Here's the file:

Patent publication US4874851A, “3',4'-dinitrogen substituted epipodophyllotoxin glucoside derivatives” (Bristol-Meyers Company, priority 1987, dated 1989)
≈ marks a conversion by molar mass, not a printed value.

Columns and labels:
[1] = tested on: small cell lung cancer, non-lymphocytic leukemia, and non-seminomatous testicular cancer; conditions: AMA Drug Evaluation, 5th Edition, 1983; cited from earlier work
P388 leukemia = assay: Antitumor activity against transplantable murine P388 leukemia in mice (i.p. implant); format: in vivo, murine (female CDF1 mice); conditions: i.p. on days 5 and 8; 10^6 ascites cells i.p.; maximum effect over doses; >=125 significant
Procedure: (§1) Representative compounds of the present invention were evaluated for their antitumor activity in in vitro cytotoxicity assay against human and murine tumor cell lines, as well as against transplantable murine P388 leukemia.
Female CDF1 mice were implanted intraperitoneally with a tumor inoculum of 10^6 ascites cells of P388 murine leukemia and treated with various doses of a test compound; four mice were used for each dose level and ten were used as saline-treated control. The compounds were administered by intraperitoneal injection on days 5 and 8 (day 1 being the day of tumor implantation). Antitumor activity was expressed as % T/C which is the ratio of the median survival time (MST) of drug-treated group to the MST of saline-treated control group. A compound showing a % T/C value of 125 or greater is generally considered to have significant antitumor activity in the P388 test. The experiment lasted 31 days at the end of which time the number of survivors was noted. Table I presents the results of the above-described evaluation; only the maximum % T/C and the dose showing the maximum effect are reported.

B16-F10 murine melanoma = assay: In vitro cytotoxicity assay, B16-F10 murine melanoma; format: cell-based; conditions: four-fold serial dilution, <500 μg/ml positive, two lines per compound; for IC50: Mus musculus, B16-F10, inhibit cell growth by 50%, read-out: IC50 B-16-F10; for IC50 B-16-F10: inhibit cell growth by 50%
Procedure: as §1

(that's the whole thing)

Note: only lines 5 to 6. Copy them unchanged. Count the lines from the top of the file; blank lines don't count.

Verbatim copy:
P388 leukemia = assay: Antitumor activity against transplantable murine P388 leukemia in mice (i.p. implant); format: in vivo, murine (female CDF1 mice); conditions: i.p. on days 5 and 8; 10^6 ascites cells i.p.; maximum effect over doses; >=125 significant
Procedure: (§1) Representative compounds of the present invention were evaluated for their antitumor activity in in vitro cytotoxicity assay against human and murine tumor cell lines, as well as against transplantable murine P388 leukemia.